ClydeIO is an open source API gateway and management layer based on nodejs. It is extremely flexibly, configurable and simply to extend. It is designed to simplify the development of new APIs (or simply improving existing ones) adding authentication, logging, rate limiting, etc. Note, the project is currently a proof of concept (I'm currently working to apply it in a real system) and most of the developed filters are basic implementation to demonstrate its usefulness. What is an API gateway and why I need one? The most important part when designing and implementing an API is to model your business correctly and offer a set of well defined operations accordingly with them. Unfortunately, that is only an small part of the job and it is not enough to ensure the success. As a real World system you require to secure your API, store logs, apply rate limits, etc. The task of publishing an API becomes much more complex than understanding your business, you have entered the world of security, monitoring and... the unknown !!! An API gateway is a single point of entry responsible to apply actions (like security or logging) before redirecting the request to your real-do-the-job API. We can see the gateway as a kind (or mix) of firewall and proxy and is really useful implementing microservices. Thanks to ClydeIO you can spend your efforts implementing your business API leaving the rest of things to the gateway. The glory of ClydeIO is its simplicity and its easy to extent with new filters like: Secure an existent API Log access to any resource Rate limiting Filter request (allow/deny) depending on the query parameters Cache data or whatever you need Because it is based on node we can use the myriad of awesome node packages out there and integrate within your filters. Why a new system instead contribute to an existent one? I was looking for similar projects before start ClydeIO. There is plenty of services that provides same functionalities (and many more) as well as many projects with a great maturity level, but no one satisfies my needs. Services implies a cost for its usage that, sometimes, can be hard to calculate and in some cases requires you adapt your systems (your business API) to accommodate to the service requirements. Other software projects means you must be comfortable with the technology they are implemented with, mainly its programming language and database used to store configuration and information. One thing I saw in common in most of the software projects is the fact they do what they do, that is, they are prepared to make many things, do it well but are not allowed to extend the gateway easily with new requirements users can have. They are designed to make the most common things: rate limiting, security, logging, etc but it is hard to know how we can extend the gateway to send us an email when there was more than ten invalid accesses. In addition, I found some of them really complex to configure, based on monster XML configuration files. Once last comment on why I created ClydeIO: to take advantage of the node modules. There exists other API gateways implemented using NGINX server, lua, go or python language but nonetheless implemented with node. To be honest I must point here the StrongLoop LoopBack API Gateway product. Current status ClydeIO is currently a proof of concept and I have implemented a bunch of filters to test its capabilities. Currently all configuration is provided via a JSON file. That's nice and simply but not much secure when working with authentication filters that needs specify users and passwords or with a real scenario that requires manage hundred of users. Because of this I'm currently working hard trying to create the configuration module, responsible to manage the whole configuration, and designing to be easy to implement for different backends: memory, redis, mongodb, postgresql, ... I have great feeling about ClydeIO's possibilities but to be honest it is currently a personal side project I write on my few free time. I have no contributors neither sponsors. So, if you arrive to this page and are interested in the project feel free to contact with me and start helping with your money or time :) Documentation I have create the ClydeIO github organization to host all the related projects related with ClydeIO. We can differentiate among the core project, so called clydeio too and the rest of projects that are clyde's filters. The current core project documentation can be found at the project's wiki: https://github.com/clydeio/clydeio/wiki. It will probably change soon, once finished the configuration module, but the concepts remains the same. Contributions As a said, for the moment this is a personal project I develop on my free time. So don't hesitate to contact with me for any kind of support and help.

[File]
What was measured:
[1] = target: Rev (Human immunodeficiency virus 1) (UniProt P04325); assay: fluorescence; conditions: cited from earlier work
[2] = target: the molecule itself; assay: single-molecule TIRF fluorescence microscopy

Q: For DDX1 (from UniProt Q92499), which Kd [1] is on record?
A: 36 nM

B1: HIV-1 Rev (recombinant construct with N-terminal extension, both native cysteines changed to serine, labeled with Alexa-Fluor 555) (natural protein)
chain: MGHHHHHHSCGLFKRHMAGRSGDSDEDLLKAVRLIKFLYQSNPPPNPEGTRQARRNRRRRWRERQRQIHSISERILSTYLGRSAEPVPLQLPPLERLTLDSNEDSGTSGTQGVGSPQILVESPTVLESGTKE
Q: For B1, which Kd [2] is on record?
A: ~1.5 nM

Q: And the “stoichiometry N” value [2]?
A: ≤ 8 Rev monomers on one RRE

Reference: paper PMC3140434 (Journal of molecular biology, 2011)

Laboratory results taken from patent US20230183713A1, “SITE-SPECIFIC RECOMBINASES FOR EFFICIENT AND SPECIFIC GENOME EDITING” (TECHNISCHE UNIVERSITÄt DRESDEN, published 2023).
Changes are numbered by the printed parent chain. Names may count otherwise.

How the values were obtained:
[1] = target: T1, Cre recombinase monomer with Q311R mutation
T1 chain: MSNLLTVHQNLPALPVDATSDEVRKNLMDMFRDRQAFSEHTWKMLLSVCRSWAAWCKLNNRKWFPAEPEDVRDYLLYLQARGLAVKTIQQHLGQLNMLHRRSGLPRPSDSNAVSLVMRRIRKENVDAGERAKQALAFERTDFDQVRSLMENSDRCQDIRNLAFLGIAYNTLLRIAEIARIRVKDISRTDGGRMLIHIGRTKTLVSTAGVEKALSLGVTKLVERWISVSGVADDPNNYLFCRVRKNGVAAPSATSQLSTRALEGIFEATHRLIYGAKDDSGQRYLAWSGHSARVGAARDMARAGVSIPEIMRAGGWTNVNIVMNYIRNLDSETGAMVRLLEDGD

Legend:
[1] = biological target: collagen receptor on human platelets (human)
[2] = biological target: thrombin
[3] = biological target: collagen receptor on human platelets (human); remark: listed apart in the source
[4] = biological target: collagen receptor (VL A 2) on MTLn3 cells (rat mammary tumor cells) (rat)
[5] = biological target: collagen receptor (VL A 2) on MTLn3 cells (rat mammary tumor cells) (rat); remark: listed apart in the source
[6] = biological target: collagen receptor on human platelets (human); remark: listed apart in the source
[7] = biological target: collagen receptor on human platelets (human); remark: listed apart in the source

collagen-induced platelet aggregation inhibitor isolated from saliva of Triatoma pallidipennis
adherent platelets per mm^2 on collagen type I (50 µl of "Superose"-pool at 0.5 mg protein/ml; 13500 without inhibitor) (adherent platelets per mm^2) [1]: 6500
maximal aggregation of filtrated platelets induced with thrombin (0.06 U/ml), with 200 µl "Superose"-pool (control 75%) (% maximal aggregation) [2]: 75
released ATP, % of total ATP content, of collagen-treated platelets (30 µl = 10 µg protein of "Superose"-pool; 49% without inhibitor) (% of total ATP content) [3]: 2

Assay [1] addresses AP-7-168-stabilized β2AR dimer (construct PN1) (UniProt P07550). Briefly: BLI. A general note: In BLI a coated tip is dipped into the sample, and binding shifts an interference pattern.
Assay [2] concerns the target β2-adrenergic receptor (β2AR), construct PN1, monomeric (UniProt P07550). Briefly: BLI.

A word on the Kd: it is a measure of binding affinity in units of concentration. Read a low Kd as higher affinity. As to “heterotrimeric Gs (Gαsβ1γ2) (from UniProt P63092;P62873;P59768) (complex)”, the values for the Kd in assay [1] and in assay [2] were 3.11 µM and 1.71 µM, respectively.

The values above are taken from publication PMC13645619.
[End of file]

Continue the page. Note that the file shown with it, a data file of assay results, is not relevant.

How to read from a writable stream (http.ServerResponse) in Node